An in-house peak-calling algorithm, BELT, was developed to map EpICD binding sites in the genome (21)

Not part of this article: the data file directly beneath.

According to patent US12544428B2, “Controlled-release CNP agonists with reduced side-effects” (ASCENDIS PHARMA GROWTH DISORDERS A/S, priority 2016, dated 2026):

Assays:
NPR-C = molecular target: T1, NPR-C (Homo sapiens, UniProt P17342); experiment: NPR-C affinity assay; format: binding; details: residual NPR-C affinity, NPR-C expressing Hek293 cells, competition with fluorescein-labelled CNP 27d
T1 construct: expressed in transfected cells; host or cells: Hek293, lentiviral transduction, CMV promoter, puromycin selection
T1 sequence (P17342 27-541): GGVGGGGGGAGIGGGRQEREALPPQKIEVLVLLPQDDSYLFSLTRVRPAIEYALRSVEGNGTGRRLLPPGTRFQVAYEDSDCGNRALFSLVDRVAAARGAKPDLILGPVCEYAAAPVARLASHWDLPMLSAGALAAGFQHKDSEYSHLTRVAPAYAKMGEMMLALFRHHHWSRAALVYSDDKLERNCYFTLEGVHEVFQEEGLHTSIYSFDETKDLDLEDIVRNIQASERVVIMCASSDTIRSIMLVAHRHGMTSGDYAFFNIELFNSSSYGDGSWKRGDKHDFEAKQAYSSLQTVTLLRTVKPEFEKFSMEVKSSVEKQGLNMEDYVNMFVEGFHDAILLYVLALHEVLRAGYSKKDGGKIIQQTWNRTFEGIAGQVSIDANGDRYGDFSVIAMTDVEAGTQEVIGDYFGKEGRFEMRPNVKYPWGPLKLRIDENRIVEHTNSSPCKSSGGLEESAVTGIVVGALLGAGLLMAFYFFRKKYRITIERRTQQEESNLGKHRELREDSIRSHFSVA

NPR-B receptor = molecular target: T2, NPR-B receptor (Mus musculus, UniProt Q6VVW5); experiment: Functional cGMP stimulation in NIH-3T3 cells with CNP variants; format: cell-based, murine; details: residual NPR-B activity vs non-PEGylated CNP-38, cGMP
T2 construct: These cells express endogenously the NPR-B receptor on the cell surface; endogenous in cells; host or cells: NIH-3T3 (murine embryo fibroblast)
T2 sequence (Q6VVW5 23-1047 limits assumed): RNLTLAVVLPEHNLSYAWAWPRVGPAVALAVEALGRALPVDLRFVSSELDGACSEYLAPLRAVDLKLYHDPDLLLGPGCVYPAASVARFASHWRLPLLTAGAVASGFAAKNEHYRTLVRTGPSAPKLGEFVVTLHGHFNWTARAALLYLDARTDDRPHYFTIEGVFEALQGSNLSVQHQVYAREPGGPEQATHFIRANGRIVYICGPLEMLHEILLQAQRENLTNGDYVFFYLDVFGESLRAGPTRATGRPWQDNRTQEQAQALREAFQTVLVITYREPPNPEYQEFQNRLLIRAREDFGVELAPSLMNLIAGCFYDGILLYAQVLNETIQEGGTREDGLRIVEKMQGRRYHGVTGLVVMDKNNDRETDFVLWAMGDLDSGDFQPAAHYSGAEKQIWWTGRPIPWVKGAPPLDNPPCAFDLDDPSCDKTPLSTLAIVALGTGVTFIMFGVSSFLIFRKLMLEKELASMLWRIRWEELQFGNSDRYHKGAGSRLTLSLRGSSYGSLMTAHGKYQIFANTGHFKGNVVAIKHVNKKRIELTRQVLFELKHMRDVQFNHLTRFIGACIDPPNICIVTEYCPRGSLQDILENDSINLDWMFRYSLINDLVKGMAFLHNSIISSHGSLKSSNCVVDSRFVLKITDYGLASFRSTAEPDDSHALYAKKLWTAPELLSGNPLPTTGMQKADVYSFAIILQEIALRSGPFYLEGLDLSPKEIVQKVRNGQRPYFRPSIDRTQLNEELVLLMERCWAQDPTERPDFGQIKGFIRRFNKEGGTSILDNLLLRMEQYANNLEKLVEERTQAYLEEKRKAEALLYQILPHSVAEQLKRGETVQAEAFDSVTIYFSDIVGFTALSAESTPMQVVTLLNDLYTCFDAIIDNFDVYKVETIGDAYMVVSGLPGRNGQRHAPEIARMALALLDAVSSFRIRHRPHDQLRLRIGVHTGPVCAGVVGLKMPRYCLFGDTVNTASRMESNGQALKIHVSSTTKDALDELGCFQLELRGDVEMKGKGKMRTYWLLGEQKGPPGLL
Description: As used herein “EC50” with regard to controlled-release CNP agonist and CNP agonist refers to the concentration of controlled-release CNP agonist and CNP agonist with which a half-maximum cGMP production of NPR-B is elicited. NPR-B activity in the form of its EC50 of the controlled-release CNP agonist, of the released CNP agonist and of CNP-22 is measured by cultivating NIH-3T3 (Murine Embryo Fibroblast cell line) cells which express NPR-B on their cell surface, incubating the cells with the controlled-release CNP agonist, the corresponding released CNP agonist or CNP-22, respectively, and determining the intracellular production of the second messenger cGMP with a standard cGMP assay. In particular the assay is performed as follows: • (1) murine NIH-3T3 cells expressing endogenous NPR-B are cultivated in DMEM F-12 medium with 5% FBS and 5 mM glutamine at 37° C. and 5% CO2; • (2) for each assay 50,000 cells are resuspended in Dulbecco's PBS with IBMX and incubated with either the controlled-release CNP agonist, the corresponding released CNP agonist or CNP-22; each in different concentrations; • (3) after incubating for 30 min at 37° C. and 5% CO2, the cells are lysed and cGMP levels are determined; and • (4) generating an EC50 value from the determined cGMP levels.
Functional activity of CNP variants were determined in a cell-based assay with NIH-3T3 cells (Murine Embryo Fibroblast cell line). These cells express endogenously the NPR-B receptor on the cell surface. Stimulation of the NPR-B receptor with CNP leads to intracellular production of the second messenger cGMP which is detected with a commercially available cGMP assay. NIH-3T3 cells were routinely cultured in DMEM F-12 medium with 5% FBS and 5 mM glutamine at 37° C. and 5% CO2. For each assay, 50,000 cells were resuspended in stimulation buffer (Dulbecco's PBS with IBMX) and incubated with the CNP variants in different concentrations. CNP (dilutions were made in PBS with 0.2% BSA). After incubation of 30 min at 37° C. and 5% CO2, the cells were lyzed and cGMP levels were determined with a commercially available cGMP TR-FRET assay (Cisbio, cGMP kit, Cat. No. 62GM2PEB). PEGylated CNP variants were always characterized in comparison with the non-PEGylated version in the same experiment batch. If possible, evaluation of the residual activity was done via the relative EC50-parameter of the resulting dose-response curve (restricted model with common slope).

An in-house peak-calling algorithm, BELT, was developed to map EpICD binding sites in the genome (21). of 105 genes encoding functions for tight junction, adherent and cell migration. Furthermore, nanomechanical analysis by atomic force microscope (AFM) revealed increased softness and decreased adhesiveness of EGF-stimulated cancer cells, implicating acquisition of an epithelial-mesenchymal transition (EMT) phenotype. Thus, genome editing of could be associated with altering these nanomechanical properties towards a less aggressive phenotype. Using this integrative genomic-biophysical approach, we demonstrate for the first time an intricate relationship between EpCAM-regulated AZ876 transcription and altered biophysical properties of cells that promote EMT in advanced endometrial cancer. Introduction Epithelial cell adhesion molecule (EpCAM) is usually a cell-surface protein known to mediate cell-cell and cell-matrix interactions (1,2). The extracellular domain name AZ876 of EpCAM AZ876 (or EpEX) contains an N-terminal sequence, a thyroglobulin-like domain name, and a C-terminal domain name followed by a transmembrane domain name and an intracellular domain name (or EpICD) (3-5). The EpEX on the surface of one cell can bind to another EpEX on neighboring cells thereby holding these cells together (6). This EpCAM-mediated homophilic adhesion is usually further supported through inner interactions between EpICD and cytoplasmic fibers via -actinin that serves as an intracellular bridge to stabilize the entire adhesion unit (1,2,7). While EpCAM supports normal adhesion functions for epithelial cells, its transient down-regulation may promote epithelial-to-mesenchymal transition (EMT) for cancer cell migration and invasion (8). Also, circulating tumor cells SELL (CTCs) bound to seed metastases in cancers of epithelial origin display very diverse levels of EpCAM expression, possibly related to their stage of EMT and invasiveness (9). In endometrial cancer, malignant cells must undergo EMT to facilitate myometrial invasion (10). However, upregulated EpCAM is frequently observed in endometrial tumors and is known to promote invasion by preventing cell-cell adhesion (11). Conditional knockout of EpCAM in a murine model attenuates the motility and migration of epidermis-resident Langerhans cells, further suggesting the role of EpCAM as a negative regulator for cell adhesion (12). Therefore, these earlier studies indicate a paradoxical role of EpCAM for both cell adhesion and migration. On one hand, EpCAM mediates cell-cell contacts and thus prevents cell migration, but on the other hand the molecule can be switched to promote cell invasion. Recent studies reveal that regulated intra-membrane proteolysis (RIP) of EpCAM with -secretase results in shedding of the EpEX from the cell surface and release of EpICD into the cytoplasm (13). While the cleavage of EpEX may lead to a decrease in cell-cell AZ876 adhesion and thereby promote cell movement, the event alone is usually insufficient to explain multifaceted influences of EpCAM on advanced cancer invasion and metastasis. It has been suggested that internalized EpICD subsequently forms a complex with -catenin in the nucleus that regulate an oncogenic transcription program (13-15). Nevertheless, the molecular mechanisms underpinning this pleiotropic effect of EpCAM on advanced endometrial cancer development remain to be elucidated. Here we report that activation of epidermal growth factor receptor (EGFR) signaling by a ligand triggers EpCAM cleavage leading to nuclear internalization of EpICD in endometrial cancer cells. The internalized EpICD interacts with LEF1 in -catenin-mediated complexes that regulate gene transcription responsible for cell motility and migration. Atomic force microscopy (AFM) detected changes in nanomechanical properties of ligand-stimulated endometrial cancer cells, supporting the acquisition of an EMT phenotype. We also decided whether nanomechanical properties are reversed in cells carrying genome-edited were designed according to the instructions (19). These cells diluted into single cells were seeded into 96-well plates. Stable clones were cultured for two months under Puromycin selection. Selected clones were verified by sequencing to ensure the success of and for normalization. Primer sequences for RT-PCR AZ876 and BioMark system are listed in Supplementary Table S1. Nanomechanical imaging of cells with Atomic Force Microscopy (AFM) Cells cultured to keep confluence below 50% were imaged in Petri dishes using a Nanoscope Catalyst (Bruker) atomic force microscope mounted on a Nikon Ti inverted epi-fluorescent microscope. For scanning, individual cells without forming colonies and physically contacting other cells were selected. To achieve the highest consistency of the data under the applied conditions,.